Getting to know the limits of ‘outside the box’

I am working a bit too fast. Hopefully, I don’t miss anything out, though. I do test plans almost as quick as a ‘normal’ tester. On Friday, I was supposed to work on one test plan, but finished two and started a third one.

Third time did not lie and there were a lot of weird bugs written. Most of them were suggestions of previous testers and tiny tiny errors which would show up if you were very into details.

One of the test cases was about disable/enable the integration. There were two ways written to check: the button and the command line with a certain command. The test case passed. However, one of the comments reported a bug. A third way to disable the integration. I thought of it, too. Checked that bug out and it was correct. There was a tiny little bug living and prospering outside the test case. Outside the frames. However, it was marked green as fixed and written WAD. But it was not fixed!

Then, I got very confused. I tried to think whether it’s ‘fixed’ because the test case did not mention the third way… However, the confusing part is… isn’t our job to think outside the box? My colleague then explained that WAD means ‘Works As Designed’. It basically means, that there is a way to beat the system, but it’s supposed to be like that.

This is quite funny to realize that a profession which needs so much outside the box thinking, actually… may have limits. Some of the tricks may be a part of the software (that’s still a bit weird, isn’t it? but.. maybe the creators want to do a selection for new testers and will employ the ones who find that way out…). (:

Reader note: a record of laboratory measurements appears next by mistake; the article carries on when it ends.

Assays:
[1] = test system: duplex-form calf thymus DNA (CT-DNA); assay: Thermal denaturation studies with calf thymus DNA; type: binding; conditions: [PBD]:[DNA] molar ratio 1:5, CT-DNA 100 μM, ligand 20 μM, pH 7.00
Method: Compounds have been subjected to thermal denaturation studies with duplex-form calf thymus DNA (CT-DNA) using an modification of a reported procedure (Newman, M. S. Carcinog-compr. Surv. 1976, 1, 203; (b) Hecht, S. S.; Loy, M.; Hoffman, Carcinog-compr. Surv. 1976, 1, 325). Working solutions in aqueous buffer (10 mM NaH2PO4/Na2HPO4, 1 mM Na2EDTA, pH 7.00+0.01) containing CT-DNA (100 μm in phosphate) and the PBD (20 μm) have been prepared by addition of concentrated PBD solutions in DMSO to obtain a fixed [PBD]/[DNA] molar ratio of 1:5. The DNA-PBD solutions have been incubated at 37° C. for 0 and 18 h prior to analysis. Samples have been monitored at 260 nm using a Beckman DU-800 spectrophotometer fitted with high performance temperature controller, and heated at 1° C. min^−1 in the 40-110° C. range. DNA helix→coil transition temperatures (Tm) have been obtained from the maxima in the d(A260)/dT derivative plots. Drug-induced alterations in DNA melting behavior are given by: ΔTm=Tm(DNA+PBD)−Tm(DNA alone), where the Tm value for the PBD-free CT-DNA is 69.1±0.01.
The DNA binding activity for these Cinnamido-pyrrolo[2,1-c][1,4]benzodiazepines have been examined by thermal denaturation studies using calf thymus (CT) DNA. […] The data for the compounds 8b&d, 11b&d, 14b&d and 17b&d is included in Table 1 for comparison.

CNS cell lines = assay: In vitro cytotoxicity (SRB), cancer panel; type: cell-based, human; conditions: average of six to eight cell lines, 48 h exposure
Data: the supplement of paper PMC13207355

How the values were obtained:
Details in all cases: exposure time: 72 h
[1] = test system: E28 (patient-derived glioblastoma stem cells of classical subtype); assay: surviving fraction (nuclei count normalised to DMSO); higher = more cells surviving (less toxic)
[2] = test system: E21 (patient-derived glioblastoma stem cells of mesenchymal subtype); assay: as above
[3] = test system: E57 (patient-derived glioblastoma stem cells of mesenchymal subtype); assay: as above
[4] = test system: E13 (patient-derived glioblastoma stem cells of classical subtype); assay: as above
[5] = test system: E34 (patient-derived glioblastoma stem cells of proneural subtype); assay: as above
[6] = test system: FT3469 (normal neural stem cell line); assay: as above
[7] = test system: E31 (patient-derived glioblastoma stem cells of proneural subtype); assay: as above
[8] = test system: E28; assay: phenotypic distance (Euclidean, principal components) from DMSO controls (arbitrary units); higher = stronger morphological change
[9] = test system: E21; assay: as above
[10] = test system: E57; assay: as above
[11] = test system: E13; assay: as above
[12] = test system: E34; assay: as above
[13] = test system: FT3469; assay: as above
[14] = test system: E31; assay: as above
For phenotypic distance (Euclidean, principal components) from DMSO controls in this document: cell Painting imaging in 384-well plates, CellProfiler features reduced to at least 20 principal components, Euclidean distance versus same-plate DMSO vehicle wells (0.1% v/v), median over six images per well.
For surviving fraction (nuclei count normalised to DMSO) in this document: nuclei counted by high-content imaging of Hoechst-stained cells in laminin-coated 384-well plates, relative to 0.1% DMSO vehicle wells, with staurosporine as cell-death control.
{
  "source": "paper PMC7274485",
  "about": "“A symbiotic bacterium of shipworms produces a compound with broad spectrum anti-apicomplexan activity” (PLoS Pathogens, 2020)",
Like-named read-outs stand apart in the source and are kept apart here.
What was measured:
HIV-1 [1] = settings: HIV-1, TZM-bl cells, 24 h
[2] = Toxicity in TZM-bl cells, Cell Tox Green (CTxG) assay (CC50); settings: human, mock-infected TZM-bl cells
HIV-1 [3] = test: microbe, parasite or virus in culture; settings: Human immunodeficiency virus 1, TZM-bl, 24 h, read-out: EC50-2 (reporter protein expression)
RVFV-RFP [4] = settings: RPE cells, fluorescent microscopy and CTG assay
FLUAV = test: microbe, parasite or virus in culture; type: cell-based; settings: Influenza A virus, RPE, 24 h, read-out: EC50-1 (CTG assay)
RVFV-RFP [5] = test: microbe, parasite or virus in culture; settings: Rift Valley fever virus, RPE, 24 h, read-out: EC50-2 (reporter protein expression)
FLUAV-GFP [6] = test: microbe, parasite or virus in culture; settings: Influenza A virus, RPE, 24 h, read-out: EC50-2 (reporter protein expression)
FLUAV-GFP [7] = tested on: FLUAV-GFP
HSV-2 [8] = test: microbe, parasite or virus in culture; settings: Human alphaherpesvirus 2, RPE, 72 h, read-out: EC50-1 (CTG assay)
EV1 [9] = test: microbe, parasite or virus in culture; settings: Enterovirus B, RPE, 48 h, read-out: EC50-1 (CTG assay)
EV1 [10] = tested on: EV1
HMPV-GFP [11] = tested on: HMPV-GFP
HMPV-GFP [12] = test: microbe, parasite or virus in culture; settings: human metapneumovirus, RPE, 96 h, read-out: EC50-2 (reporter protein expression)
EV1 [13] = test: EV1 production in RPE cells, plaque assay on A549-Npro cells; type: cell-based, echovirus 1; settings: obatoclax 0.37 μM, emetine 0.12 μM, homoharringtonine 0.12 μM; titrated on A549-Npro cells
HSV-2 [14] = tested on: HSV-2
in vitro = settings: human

Official start of testing (with smokes) or trying to catch some bugs

I was so excited about the start of testing! It turned out to be even better than I expected.

This week I am supposed to be the size of a half real tester (!). I think I was more than that! Instead of 3 full tester’s hours, I actually did 4 hours of a full tester and even had time off before my train (going to visit my parents in another part of the country for Christmas).

My tutor got a bit irritated by the fact that the smoke test was not as flawless as it had to be (my manager explained it well: the name for smoke test comes from electricity where the first test to do was to connect the wires and see whether the smoke comes). I got very happy and interested in that test. So great that it had difficulties. I even fixed several test cases and ran the test on not run before test cases. So lovely.

And, some test cases I repeated for like 5 times. Especially the one with a fixed bug. Sometimes there are problems to “recreate” the bug… Some test cases come from one each other and if we do a workaround for one of them, to get another one may not be easy. It’s like a house of cards: if one card is standing on a slippery surface, another one which is on top gets affected, too.

However, with a lot of tries, I managed to see that the bug itself was fixed. Everything would be fine if it did not require so much time. Life is ironic and bugs like to make homes in test cases with huge files which take forever to compile even without a bug. But… I made it!

Later on, I got to know what kind of status a relationship between tester and developer there is… Our developer contacted me, being all friendly and introducing himself. Then he asked whether I have anything to say to him. I replied no. He replied: “Very good :-)))))))))))))))))”. No wonder my fellow colleague said that developers on her team were so happy when she was absent for a month – they all were thinking that their builds are bug-free. 🙂

144 Moral Support